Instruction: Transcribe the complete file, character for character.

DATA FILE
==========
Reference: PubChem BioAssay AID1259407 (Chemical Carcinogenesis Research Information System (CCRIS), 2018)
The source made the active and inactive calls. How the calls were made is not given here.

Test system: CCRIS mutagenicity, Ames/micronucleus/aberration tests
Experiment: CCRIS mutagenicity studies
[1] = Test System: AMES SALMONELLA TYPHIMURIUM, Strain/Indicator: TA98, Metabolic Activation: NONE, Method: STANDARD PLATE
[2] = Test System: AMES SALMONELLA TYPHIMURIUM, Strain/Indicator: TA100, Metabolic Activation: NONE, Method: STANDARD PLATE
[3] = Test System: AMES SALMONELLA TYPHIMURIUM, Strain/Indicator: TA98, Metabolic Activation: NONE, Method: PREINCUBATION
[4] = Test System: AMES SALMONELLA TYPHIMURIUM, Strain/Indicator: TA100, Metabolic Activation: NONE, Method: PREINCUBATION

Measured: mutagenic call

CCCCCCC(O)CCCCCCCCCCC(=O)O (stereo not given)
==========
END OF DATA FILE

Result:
Reference: PubChem BioAssay AID1259407 (Chemical Carcinogenesis Research Information System (CCRIS), 2018)
The source made the active and inactive calls. How the calls were made is not given here.

Test system: CCRIS mutagenicity, Ames/micronucleus/aberration tests
Experiment: CCRIS mutagenicity studies
[1] = Test System: AMES SALMONELLA TYPHIMURIUM, Strain/Indicator: TA98, Metabolic Activation: NONE, Method: STANDARD PLATE
[2] = Test System: AMES SALMONELLA TYPHIMURIUM, Strain/Indicator: TA100, Metabolic Activation: NONE, Method: STANDARD PLATE
[3] = Test System: AMES SALMONELLA TYPHIMURIUM, Strain/Indicator: TA98, Metabolic Activation: NONE, Method: PREINCUBATION
[4] = Test System: AMES SALMONELLA TYPHIMURIUM, Strain/Indicator: TA100, Metabolic Activation: NONE, Method: PREINCUBATION

Measured: mutagenic call

CCCCCCC(O)CCCCCCCCCCC(=O)O (stereo not given)